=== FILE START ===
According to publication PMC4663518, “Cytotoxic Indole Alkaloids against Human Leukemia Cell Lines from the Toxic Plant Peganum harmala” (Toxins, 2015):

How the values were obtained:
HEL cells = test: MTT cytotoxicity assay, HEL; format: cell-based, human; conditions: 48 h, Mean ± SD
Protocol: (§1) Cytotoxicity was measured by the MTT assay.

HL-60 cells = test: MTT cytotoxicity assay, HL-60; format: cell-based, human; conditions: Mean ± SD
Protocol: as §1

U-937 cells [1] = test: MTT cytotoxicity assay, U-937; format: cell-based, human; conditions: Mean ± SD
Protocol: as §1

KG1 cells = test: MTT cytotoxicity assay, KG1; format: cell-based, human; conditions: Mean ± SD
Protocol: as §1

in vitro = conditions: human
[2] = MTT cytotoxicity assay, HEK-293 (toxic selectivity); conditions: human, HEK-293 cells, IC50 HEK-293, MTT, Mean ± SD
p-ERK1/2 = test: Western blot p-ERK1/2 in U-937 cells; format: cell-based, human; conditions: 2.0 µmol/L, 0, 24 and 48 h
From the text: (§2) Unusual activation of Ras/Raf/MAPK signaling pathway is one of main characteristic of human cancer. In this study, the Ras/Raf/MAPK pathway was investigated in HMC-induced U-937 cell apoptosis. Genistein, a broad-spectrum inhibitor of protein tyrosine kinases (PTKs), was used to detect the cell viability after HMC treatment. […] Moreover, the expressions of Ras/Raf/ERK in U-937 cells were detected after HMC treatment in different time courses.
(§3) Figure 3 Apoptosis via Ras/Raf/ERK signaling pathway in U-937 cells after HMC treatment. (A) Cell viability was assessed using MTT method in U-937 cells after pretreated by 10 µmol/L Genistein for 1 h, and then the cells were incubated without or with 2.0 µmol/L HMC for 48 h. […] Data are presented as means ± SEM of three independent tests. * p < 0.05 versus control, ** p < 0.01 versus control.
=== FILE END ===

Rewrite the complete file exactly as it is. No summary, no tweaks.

According to publication PMC4663518, “Cytotoxic Indole Alkaloids against Human Leukemia Cell Lines from the Toxic Plant Peganum harmala” (Toxins, 2015):

How the values were obtained:
HEL cells = test: MTT cytotoxicity assay, HEL; format: cell-based, human; conditions: 48 h, Mean ± SD
Protocol: (§1) Cytotoxicity was measured by the MTT assay.

HL-60 cells = test: MTT cytotoxicity assay, HL-60; format: cell-based, human; conditions: Mean ± SD
Protocol: as §1

U-937 cells [1] = test: MTT cytotoxicity assay, U-937; format: cell-based, human; conditions: Mean ± SD
Protocol: as §1

KG1 cells = test: MTT cytotoxicity assay, KG1; format: cell-based, human; conditions: Mean ± SD
Protocol: as §1

in vitro = conditions: human
[2] = MTT cytotoxicity assay, HEK-293 (toxic selectivity); conditions: human, HEK-293 cells, IC50 HEK-293, MTT, Mean ± SD
p-ERK1/2 = test: Western blot p-ERK1/2 in U-937 cells; format: cell-based, human; conditions: 2.0 µmol/L, 0, 24 and 48 h
From the text: (§2) Unusual activation of Ras/Raf/MAPK signaling pathway is one of main characteristic of human cancer. In this study, the Ras/Raf/MAPK pathway was investigated in HMC-induced U-937 cell apoptosis. Genistein, a broad-spectrum inhibitor of protein tyrosine kinases (PTKs), was used to detect the cell viability after HMC treatment. […] Moreover, the expressions of Ras/Raf/ERK in U-937 cells were detected after HMC treatment in different time courses.
(§3) Figure 3 Apoptosis via Ras/Raf/ERK signaling pathway in U-937 cells after HMC treatment. (A) Cell viability was assessed using MTT method in U-937 cells after pretreated by 10 µmol/L Genistein for 1 h, and then the cells were incubated without or with 2.0 µmol/L HMC for 48 h. […] Data are presented as means ± SEM of three independent tests. * p < 0.05 versus control, ** p < 0.01 versus control.